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As I write this, it is raining outside.  I love the rain.  I always have, even as a young girl growing up in Southern California.  

I especially like the thought of all the rain falling on my vegetable garden.

If you look closely, you might notice something growing that usually doesn’t belong in a winter vegetable garden (in zone 9a and cooler areas)….

Can you see what I have growing in the photo above that normally belongs in a spring / summer vegetable garden?
Well, if you said tomato plants, you would be correct.
Now before you scold me for planting tomatoes in a garden that sees frost every winter – I assure you that I did NOT plant any of these tomatoes.
No one else did either….
So, how did I end up with tomatoes growing in my garden this time of year?  
Well, they came up from seeds from fallen tomatoes from last summer’s vegetable garden.
I have actually had to pull up small tomato seedlings, but I decided to let 5 stay.  You may be asking, why am I letting them grow if they will be killed by frost?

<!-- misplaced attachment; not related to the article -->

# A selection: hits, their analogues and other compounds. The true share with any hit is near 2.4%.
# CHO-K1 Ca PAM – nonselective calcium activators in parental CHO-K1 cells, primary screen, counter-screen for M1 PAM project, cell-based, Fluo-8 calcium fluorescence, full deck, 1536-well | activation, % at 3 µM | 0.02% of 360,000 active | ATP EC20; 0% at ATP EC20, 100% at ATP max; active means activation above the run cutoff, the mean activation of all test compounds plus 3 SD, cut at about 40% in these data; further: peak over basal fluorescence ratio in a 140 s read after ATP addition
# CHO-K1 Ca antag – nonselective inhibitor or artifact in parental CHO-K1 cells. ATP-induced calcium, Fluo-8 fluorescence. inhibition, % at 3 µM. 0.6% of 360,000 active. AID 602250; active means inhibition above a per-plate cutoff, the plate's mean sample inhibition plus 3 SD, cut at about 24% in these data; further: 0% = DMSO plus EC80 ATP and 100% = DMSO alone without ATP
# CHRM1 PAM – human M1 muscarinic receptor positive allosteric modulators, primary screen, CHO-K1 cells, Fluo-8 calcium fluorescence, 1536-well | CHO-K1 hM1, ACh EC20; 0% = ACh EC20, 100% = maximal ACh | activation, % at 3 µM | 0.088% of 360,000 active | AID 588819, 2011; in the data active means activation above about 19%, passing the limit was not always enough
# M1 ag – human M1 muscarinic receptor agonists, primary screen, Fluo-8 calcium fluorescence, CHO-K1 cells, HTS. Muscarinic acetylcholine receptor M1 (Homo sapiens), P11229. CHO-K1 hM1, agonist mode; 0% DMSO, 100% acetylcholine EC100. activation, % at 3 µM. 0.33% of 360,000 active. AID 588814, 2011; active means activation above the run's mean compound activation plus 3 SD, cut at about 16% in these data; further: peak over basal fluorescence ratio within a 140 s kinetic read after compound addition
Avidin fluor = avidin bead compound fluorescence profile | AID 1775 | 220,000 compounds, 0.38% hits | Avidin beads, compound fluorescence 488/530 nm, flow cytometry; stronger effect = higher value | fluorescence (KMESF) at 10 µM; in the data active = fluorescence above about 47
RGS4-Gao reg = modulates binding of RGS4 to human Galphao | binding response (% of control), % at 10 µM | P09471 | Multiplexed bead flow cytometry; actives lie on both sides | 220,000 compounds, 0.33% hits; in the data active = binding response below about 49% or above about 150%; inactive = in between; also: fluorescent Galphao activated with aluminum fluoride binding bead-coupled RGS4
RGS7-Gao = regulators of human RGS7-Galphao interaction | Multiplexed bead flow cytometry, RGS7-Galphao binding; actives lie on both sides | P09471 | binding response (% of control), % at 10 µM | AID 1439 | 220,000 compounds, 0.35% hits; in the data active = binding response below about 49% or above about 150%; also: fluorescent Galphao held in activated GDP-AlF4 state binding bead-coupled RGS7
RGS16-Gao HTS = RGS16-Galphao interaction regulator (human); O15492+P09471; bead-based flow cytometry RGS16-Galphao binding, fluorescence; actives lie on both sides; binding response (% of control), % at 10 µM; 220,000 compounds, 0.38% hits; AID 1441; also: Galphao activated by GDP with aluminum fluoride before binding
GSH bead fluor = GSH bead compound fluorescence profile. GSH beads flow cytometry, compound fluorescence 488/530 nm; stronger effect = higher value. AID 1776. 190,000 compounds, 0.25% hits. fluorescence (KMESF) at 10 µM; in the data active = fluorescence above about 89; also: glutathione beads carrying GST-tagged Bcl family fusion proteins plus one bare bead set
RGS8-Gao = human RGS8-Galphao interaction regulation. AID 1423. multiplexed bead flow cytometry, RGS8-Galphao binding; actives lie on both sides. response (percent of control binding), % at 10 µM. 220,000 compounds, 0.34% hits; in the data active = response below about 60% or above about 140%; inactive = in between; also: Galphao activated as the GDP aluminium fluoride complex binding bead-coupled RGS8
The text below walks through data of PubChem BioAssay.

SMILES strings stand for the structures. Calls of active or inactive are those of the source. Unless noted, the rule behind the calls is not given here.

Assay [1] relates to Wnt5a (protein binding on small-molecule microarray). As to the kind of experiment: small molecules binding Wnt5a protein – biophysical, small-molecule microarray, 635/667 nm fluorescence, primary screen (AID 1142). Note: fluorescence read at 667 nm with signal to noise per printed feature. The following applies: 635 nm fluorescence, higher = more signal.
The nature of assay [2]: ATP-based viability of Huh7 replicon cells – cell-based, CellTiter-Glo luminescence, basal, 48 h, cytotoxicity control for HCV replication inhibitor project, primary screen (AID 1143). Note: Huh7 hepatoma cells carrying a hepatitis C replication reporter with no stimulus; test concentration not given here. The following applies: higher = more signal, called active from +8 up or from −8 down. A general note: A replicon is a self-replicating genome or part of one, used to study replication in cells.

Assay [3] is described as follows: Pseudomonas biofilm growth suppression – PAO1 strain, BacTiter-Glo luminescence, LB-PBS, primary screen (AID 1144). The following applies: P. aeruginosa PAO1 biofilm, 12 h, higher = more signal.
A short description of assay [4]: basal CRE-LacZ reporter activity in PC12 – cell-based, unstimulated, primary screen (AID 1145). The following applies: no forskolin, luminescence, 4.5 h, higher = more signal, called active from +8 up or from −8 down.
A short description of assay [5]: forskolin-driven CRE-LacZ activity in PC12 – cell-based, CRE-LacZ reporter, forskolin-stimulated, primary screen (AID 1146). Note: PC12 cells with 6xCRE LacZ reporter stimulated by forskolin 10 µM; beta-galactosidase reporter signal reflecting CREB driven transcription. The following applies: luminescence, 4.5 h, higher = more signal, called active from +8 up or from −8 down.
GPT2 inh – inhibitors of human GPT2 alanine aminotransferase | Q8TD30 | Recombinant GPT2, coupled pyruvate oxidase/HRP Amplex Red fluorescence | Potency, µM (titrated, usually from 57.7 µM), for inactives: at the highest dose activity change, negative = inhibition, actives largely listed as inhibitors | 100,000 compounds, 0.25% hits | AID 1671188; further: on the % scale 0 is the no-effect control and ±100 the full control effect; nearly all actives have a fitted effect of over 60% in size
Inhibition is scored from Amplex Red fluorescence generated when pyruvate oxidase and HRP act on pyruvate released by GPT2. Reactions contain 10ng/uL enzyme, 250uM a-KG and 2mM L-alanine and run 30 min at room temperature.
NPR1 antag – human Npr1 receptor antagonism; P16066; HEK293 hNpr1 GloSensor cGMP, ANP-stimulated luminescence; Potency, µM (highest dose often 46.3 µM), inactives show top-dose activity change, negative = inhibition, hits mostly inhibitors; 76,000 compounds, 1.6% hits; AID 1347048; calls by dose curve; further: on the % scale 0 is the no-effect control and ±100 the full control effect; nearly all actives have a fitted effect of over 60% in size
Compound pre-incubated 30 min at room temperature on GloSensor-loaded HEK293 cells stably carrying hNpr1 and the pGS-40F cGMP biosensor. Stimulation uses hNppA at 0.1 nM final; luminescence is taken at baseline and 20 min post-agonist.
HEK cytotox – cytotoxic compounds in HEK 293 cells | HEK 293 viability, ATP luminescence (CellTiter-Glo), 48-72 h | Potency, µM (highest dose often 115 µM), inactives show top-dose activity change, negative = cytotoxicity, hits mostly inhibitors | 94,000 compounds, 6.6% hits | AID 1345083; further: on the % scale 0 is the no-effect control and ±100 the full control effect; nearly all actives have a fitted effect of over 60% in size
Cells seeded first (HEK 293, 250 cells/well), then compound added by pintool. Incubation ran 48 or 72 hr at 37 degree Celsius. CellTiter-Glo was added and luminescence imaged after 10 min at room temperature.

I am hoping that this winter may be mild enough that they will survive if I protect them from frost.
Last week, we had several days in the low 30’s / upper 20’s.  I covered my tomatoes with old sheets and towels.  Additionally, I also put out two desk lights underneath the coverings (not letting the bulbs touch the sheets), which provides additional warmth.
The result?
Overall, the tomatoes did well.  Some of their upper leaves did receive frost damage, but the lower 3/4’s the plants did very well.
I am hoping that my experiment continues to do well.  Why?  Because I will have a huge headstart on growing lots of tomatoes.
I will continue to let you know how they do this winter. 
**In frost-free gardens, you can grow tomatoes during winter.  But, my zone 9a garden sees temperatures dip into the upper 20’s, so without protection, tomatoes won’t survive the winter.